Introduction to Black and White Photography How to work the camera
Aperture (F-Stop)• The F-Stop is how large the eye of your lens opens up. A larger aperture means a larger opening in your lens for light to pass through.• When referring to aperture, a smaller number is always a larger opening.
Aperture continued…….• An aperture of F/5.6 is a LARGER opening and lets in more light than an aperture of F/11, which wouldn’t let in as much light.• Each unit of measurement in aperture is called a ‘stop’= 1 “stop” UP would be making the lens opening larger, and one step DOWN would be making it smaller. A single stop down of aperture lets half the light in that the previous stop did.
Depth of Field (D.O.F.)• Adjusting your aperture changes your DEPTH OF FIELD. D.O.F. is how much of the area, measuring away from your camera, is IN focus.• If you are tightly focused on a group of people standing at varying distances, you would need a large Depth of Field.• A short D.O.F. (caused by a large aperture) will be clearly focused on a relatively shallow area.• The objects you focus on may be sharp and clear, but any objects in the foreground or background may be blurred. (A smaller aperture would create a LARGER depth of field, and bring all objects into perfect focus.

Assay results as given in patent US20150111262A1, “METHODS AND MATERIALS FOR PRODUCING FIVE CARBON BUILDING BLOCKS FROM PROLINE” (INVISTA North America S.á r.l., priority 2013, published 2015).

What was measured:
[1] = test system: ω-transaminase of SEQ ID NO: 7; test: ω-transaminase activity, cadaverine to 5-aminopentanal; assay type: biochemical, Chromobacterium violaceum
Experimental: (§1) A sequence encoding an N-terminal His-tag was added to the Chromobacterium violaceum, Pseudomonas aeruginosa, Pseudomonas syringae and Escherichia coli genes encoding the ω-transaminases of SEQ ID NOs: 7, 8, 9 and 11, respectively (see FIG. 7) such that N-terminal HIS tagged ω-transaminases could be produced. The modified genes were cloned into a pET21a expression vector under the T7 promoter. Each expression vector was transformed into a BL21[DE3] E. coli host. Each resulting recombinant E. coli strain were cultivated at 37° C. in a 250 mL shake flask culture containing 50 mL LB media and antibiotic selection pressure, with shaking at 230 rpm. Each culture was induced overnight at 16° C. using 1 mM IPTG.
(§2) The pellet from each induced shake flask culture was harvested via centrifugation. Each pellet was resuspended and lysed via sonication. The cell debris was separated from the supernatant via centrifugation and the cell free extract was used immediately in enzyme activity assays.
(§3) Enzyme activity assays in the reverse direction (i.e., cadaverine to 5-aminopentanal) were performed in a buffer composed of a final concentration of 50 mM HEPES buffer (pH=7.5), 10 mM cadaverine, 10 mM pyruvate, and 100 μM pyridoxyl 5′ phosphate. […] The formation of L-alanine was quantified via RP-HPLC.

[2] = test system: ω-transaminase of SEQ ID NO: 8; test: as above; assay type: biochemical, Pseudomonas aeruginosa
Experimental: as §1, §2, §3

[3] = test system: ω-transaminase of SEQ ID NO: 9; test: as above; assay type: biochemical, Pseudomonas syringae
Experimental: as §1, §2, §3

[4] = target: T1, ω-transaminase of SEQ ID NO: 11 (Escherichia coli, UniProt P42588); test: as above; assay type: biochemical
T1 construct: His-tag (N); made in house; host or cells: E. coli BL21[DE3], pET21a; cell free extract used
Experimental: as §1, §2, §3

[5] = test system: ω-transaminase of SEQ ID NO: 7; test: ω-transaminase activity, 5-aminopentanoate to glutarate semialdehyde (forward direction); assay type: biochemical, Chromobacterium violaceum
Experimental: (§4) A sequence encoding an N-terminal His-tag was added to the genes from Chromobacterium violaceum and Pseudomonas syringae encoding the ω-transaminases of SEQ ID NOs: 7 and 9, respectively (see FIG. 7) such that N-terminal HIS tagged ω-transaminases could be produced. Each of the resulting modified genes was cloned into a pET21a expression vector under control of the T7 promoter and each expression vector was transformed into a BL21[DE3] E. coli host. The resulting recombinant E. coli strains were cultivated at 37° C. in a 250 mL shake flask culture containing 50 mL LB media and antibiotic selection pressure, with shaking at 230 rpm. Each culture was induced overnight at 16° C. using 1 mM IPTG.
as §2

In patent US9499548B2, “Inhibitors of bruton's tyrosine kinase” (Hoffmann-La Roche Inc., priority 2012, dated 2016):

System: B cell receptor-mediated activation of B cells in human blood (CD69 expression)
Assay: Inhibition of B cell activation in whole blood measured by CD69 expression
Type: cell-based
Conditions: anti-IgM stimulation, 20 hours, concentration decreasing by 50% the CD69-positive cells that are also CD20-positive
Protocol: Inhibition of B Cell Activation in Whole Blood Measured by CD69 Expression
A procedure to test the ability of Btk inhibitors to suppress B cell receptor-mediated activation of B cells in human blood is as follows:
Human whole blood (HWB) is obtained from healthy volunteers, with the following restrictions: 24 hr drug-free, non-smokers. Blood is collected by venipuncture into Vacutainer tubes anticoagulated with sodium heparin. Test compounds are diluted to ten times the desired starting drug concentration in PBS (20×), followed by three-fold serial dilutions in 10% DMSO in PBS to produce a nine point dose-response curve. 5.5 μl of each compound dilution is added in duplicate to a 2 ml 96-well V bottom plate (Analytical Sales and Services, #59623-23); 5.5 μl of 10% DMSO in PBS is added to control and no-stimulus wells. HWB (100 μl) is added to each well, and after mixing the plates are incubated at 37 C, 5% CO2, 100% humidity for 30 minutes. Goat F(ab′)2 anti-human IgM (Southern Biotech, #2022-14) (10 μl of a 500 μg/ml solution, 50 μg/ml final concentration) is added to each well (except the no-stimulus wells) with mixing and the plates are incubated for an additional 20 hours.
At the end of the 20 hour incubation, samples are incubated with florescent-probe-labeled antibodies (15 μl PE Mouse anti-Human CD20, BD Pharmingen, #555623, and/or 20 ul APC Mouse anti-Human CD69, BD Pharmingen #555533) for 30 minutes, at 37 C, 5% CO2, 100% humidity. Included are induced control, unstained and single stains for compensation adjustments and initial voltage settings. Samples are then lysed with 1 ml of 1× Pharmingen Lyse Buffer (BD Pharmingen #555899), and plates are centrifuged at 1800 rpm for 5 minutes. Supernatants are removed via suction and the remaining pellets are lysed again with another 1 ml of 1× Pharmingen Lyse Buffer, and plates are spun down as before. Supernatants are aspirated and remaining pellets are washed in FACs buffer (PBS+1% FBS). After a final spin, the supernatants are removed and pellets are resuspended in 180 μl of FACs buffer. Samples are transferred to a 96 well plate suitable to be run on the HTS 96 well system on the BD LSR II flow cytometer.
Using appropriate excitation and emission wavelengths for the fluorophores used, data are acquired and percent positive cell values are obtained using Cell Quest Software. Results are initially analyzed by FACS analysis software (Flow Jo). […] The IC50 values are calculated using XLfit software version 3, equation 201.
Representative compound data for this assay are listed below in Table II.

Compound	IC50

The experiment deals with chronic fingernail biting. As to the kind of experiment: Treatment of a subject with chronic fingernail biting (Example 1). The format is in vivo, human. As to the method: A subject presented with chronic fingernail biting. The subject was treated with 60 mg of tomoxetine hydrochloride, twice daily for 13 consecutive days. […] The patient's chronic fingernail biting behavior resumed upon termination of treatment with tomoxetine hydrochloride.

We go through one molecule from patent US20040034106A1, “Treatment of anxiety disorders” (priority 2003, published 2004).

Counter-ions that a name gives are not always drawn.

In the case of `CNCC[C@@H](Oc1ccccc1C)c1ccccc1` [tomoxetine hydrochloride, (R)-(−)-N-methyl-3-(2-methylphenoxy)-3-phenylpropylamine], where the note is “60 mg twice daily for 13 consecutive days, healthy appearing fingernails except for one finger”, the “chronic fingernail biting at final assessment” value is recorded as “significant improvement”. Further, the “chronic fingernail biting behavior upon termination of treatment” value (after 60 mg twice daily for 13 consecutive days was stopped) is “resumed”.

Film Speed (ISO)• Film speed (or ISO) is a measurement of how sensitive your cameras sensor (or in the case of a film camera, your cameras film) is to light.• The larger the ISO (higher number), the more sensitive it is to light.• he smaller the ISO (smaller number), the less sensitive it is to light.• Each step up in ISO doubles the amount of light sensitivity (ISO 400 is 2x as sensitive to light as ISO 200).• The higher the ISO is set, the grainier your picture will appear
ISO100 ISO - Less grainy, good for shots with plenty oflight.200 ISO - Still not very grainy, dont need as muchlight as ISO 100. Grain will be more noticable whenprinted in larger formats.400 ISO - Mainly used for shooting lower-lightoutdoors or indoors without a flash, but with anample amount of light. Slightly more grainy thanISO 200, but not by much.800 ISO - Very grainy, but will give 8x the lightsensitivity of ISO 100.
Rule of Thirds• The Rule of Thirds is a photographic composition technique that most if not all advanced photographers employ quite a bit. The basis of this rule is that a photograph is divided into 9 equal sized sections, with 2 lines vertically and 2 lines horizontally. The four intersections of these lines are a good guidepoint for where your subject should be centered. These points (and lines also) also work as guides for other aspects of the photograph, for example, a horizon may look better when lined up with one of the lines. Also, when photographing people, a good use of the rule of thirds in many circumstances would be to line a persons body up with a vertical line, and line their eyes up with a horizontal line. This is likely one of the most important compositional techniques, as many photographers feel that a centered subject is not as interesting (in most situations). It is, however, recommended that you treat this rule as more of a guideline though, as there are many circumstances where a more appealing photograph can be produced without the use of this rule. The rule of thirds goes all the way back to 1845, where it originated as a rule for composing scenic artwork.